Working Group I: The Scientific Basis

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There are now a greater number of global coupled atmosphere-ocean models and a number of them have been run for multi-century time-scales. This has substantially improved the basis for estimating long time-scale natural unforced variability. There are still severe limitations in the ability of such models to represent the full complexity of observed variability and the conclusions drawn here about changes in variability must be viewed in the light of these shortcomings (Chapter 8).
Some new studies have reinforced results reported in the SAR. These are:

  • The future mean Pacific climate base state could more resemble an El Niño-like state (i.e., a slackened west to east SST gradient with associated eastward shifts of precipitation). Whilst this is shown in several studies, it is not true of all.
  • Enhanced interannual variability of daily precipitation in the Asian summer monsoon. The changes in monsoon strength depend on the details of the forcing scenario and model.

Some new results have challenged the conclusions drawn in earlier reports, such as:

  • Little change or a decrease in ENSO variability. More recently, increases in ENSO variability have been found in some models where it has been attributed to increases in the strength of the thermocline. Decadal and longer time-scale variability complicates assessment of future changes in individual ENSO event amplitude and frequency. Assessment of such possible changes remains quite difficult. The changes in both the mean and variability of ENSO are still model dependent.

Finally there are areas where there is no clear indication of possible changes or no consensus on model predictions:

  • Although many models show an El Niño-like change in the mean state of tropical Pacific SSTs, the cause is uncertain. In some models it has been related to changes in cloud forcing and/or changes in the evaporative damping of the east-west SST gradient, but the result remains model-dependent. For such an El Niño-like climate change, future seasonal precipitation extremes associated with a given ENSO would be more intense due to the warmer mean base state.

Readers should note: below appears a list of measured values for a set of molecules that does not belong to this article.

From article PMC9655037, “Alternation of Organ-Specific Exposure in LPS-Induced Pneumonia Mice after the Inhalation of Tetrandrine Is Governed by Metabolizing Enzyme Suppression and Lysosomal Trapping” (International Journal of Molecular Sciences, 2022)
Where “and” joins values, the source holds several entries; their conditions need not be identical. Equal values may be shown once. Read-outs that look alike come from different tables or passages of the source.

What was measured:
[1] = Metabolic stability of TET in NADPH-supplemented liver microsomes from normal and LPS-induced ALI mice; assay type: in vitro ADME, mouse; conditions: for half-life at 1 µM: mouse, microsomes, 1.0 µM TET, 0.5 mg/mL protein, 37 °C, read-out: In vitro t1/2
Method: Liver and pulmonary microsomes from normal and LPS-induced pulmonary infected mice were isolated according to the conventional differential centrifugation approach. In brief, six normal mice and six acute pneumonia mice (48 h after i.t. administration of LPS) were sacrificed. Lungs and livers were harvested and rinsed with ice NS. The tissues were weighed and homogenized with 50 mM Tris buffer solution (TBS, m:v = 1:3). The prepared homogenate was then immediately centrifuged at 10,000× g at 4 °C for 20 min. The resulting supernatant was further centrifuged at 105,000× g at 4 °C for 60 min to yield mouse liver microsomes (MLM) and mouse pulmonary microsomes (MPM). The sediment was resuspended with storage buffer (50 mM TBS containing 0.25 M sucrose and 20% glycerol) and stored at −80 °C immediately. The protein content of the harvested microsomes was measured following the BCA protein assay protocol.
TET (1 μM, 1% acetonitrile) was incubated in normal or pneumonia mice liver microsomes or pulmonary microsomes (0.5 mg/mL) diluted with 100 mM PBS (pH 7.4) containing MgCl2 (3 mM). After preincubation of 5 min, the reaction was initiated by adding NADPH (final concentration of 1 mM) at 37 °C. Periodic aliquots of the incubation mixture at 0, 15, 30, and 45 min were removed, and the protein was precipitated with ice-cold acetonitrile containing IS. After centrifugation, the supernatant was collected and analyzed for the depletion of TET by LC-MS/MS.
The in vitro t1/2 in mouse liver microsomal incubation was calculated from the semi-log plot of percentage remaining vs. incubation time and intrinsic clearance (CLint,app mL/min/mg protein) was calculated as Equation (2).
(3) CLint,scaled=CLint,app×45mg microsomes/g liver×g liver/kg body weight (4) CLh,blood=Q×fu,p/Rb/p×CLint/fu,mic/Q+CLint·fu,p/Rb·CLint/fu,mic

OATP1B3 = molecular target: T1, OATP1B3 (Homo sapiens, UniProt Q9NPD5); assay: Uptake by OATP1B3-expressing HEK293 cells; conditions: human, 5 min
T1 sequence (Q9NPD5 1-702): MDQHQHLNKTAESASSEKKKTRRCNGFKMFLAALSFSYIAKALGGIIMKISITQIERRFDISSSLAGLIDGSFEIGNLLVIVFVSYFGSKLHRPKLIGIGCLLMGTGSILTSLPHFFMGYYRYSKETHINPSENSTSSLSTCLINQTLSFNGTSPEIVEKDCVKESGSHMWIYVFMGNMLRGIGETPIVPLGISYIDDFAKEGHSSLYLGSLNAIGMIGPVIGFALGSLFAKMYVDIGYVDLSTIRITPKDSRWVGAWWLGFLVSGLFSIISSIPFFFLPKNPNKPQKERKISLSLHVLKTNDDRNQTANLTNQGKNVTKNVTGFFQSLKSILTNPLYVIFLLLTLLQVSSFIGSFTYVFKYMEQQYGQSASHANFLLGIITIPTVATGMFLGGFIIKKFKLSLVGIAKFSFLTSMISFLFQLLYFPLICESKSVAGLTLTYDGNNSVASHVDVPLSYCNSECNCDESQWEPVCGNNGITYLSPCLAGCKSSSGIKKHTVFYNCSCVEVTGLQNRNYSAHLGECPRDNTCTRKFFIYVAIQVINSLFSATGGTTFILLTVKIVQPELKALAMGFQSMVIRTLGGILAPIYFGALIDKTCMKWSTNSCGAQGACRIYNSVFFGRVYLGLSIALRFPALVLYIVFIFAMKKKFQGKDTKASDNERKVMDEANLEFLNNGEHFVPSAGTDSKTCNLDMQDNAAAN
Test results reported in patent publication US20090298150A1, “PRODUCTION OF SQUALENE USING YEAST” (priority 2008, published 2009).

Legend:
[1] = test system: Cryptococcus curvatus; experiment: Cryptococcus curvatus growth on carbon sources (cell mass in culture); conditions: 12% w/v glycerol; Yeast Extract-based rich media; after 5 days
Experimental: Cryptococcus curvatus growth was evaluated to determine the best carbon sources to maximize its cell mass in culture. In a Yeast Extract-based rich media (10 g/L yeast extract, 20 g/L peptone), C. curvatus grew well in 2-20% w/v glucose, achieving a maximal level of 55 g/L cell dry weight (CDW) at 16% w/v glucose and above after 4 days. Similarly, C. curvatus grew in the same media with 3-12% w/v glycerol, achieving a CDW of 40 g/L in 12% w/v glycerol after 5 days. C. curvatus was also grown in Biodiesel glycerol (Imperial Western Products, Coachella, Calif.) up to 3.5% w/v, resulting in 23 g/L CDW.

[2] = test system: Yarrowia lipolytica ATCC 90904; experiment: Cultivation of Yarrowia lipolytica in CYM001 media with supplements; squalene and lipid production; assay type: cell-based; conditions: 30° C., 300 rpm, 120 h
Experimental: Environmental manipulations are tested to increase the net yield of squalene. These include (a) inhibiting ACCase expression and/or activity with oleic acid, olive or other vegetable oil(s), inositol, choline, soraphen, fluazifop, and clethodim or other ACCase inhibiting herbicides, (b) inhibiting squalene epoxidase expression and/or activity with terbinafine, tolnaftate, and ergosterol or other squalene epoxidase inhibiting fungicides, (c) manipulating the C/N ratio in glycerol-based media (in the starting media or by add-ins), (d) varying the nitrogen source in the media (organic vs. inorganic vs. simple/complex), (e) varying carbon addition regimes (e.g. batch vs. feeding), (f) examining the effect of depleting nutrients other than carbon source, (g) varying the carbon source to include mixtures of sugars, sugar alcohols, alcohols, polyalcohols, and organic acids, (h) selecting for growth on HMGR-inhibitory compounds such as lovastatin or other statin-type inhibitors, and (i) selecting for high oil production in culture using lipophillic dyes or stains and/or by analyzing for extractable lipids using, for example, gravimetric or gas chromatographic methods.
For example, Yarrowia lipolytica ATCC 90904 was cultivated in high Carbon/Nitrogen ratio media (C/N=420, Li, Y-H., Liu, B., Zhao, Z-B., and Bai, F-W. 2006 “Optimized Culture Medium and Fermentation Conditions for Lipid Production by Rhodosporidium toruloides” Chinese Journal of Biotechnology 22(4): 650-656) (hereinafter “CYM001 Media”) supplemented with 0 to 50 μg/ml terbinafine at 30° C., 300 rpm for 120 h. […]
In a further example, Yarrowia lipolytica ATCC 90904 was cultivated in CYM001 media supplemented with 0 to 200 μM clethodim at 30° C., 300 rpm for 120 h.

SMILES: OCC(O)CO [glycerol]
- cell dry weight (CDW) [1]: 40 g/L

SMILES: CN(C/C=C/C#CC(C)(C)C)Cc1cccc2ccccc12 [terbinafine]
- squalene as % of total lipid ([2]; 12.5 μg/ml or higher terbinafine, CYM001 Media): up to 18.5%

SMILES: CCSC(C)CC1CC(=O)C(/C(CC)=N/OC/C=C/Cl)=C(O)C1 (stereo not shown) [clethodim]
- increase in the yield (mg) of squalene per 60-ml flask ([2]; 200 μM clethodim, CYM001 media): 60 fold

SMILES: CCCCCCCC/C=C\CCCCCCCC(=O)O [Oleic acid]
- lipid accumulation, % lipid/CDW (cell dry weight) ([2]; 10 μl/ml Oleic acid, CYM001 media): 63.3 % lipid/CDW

• There is still a lack of consistency in the analysis techniques used for studying circulation statistics (such as the AO, NAO and AAO) and it is likely that this is part of the reason for the lack of consensus from the models in predictions of changes in such events.
  • The possibility that climate change may be expressed as a change in the frequency or structure of naturally occuring modes of low-frequency variability has been raised. If true, this implies that GCMs must be able to simulate such regime transitions to accurately predict the response of the system to climate forcing. This capability has not yet been widely tested in climate models. A few studies have shown increasingly positive trends in the indices of the NAO/AO or the AAO in simulations with increased greenhouse gases, although this is not true in all models, and the magnitude and character of the changes varies across models.

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